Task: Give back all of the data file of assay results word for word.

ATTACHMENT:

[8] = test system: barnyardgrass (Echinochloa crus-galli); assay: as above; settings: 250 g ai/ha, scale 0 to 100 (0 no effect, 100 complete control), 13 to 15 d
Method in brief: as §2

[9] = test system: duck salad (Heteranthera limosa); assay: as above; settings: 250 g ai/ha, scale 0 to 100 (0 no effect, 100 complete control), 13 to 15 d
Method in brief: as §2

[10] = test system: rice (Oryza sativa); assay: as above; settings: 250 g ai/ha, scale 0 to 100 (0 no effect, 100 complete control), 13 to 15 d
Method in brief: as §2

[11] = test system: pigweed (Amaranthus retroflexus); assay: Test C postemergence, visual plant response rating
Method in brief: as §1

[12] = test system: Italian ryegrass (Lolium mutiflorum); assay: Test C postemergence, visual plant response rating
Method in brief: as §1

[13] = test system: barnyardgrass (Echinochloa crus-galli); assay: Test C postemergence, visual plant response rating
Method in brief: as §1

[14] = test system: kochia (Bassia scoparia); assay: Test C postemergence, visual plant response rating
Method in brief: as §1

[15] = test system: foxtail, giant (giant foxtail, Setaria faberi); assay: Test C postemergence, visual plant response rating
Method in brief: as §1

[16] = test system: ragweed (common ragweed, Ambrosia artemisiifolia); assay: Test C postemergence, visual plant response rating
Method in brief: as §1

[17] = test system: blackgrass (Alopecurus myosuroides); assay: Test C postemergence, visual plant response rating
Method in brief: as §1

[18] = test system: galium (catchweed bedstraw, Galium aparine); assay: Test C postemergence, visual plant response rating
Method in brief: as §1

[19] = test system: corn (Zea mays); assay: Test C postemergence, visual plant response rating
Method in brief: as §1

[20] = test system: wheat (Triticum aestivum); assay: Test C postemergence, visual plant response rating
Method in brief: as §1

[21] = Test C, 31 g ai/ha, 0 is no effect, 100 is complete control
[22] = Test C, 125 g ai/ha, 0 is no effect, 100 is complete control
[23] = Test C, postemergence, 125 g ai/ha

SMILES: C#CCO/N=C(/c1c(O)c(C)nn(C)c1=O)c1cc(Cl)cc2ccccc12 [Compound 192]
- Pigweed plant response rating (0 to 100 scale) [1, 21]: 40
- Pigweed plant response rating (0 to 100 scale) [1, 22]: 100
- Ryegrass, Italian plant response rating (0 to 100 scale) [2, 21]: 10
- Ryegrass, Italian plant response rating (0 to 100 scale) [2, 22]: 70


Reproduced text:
[8] = test system: barnyardgrass (Echinochloa crus-galli); assay: as above; settings: 250 g ai/ha, scale 0 to 100 (0 no effect, 100 complete control), 13 to 15 d
Method in brief: as §2

[9] = test system: duck salad (Heteranthera limosa); assay: as above; settings: 250 g ai/ha, scale 0 to 100 (0 no effect, 100 complete control), 13 to 15 d
Method in brief: as §2

[10] = test system: rice (Oryza sativa); assay: as above; settings: 250 g ai/ha, scale 0 to 100 (0 no effect, 100 complete control), 13 to 15 d
Method in brief: as §2

[11] = test system: pigweed (Amaranthus retroflexus); assay: Test C postemergence, visual plant response rating
Method in brief: as §1

[12] = test system: Italian ryegrass (Lolium mutiflorum); assay: Test C postemergence, visual plant response rating
Method in brief: as §1

[13] = test system: barnyardgrass (Echinochloa crus-galli); assay: Test C postemergence, visual plant response rating
Method in brief: as §1

[14] = test system: kochia (Bassia scoparia); assay: Test C postemergence, visual plant response rating
Method in brief: as §1

[15] = test system: foxtail, giant (giant foxtail, Setaria faberi); assay: Test C postemergence, visual plant response rating
Method in brief: as §1

[16] = test system: ragweed (common ragweed, Ambrosia artemisiifolia); assay: Test C postemergence, visual plant response rating
Method in brief: as §1

[17] = test system: blackgrass (Alopecurus myosuroides); assay: Test C postemergence, visual plant response rating
Method in brief: as §1

[18] = test system: galium (catchweed bedstraw, Galium aparine); assay: Test C postemergence, visual plant response rating
Method in brief: as §1

[19] = test system: corn (Zea mays); assay: Test C postemergence, visual plant response rating
Method in brief: as §1

[20] = test system: wheat (Triticum aestivum); assay: Test C postemergence, visual plant response rating
Method in brief: as §1

[21] = Test C, 31 g ai/ha, 0 is no effect, 100 is complete control
[22] = Test C, 125 g ai/ha, 0 is no effect, 100 is complete control
[23] = Test C, postemergence, 125 g ai/ha

SMILES: C#CCO/N=C(/c1c(O)c(C)nn(C)c1=O)c1cc(Cl)cc2ccccc12 [Compound 192]
- Pigweed plant response rating (0 to 100 scale) [1, 21]: 40
- Pigweed plant response rating (0 to 100 scale) [1, 22]: 100
- Ryegrass, Italian plant response rating (0 to 100 scale) [2, 21]: 10
- Ryegrass, Italian plant response rating (0 to 100 scale) [2, 22]: 70